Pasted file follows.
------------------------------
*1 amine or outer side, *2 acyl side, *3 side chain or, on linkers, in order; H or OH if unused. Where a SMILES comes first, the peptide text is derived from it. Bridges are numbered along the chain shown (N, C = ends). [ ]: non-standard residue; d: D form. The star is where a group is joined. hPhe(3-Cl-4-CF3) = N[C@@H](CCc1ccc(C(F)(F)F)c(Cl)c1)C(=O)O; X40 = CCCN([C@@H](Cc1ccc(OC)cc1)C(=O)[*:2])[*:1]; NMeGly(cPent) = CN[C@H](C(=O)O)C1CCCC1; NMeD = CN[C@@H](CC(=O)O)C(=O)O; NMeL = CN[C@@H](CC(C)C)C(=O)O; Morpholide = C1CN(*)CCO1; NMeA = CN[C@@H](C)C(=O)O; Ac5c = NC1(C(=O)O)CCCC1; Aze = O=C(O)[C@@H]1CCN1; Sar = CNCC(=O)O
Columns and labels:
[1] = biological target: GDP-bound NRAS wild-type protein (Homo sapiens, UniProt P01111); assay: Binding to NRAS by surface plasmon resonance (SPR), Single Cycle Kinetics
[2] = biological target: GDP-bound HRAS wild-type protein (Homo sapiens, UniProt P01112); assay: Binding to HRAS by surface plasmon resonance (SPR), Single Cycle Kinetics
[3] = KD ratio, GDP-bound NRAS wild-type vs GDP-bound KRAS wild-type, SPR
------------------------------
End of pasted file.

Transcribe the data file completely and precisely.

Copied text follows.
*1 amine or outer side, *2 acyl side, *3 side chain or, on linkers, in order; H or OH if unused. Where a SMILES comes first, the peptide text is derived from it. Bridges are numbered along the chain shown (N, C = ends). [ ]: non-standard residue; d: D form. The star is where a group is joined. hPhe(3-Cl-4-CF3) = N[C@@H](CCc1ccc(C(F)(F)F)c(Cl)c1)C(=O)O; X40 = CCCN([C@@H](Cc1ccc(OC)cc1)C(=O)[*:2])[*:1]; NMeGly(cPent) = CN[C@H](C(=O)O)C1CCCC1; NMeD = CN[C@@H](CC(=O)O)C(=O)O; NMeL = CN[C@@H](CC(C)C)C(=O)O; Morpholide = C1CN(*)CCO1; NMeA = CN[C@@H](C)C(=O)O; Ac5c = NC1(C(=O)O)CCCC1; Aze = O=C(O)[C@@H]1CCN1; Sar = CNCC(=O)O
Columns and labels:
[1] = biological target: GDP-bound NRAS wild-type protein (Homo sapiens, UniProt P01111); assay: Binding to NRAS by surface plasmon resonance (SPR), Single Cycle Kinetics
[2] = biological target: GDP-bound HRAS wild-type protein (Homo sapiens, UniProt P01112); assay: Binding to HRAS by surface plasmon resonance (SPR), Single Cycle Kinetics
[3] = KD ratio, GDP-bound NRAS wild-type vs GDP-bound KRAS wild-type, SPR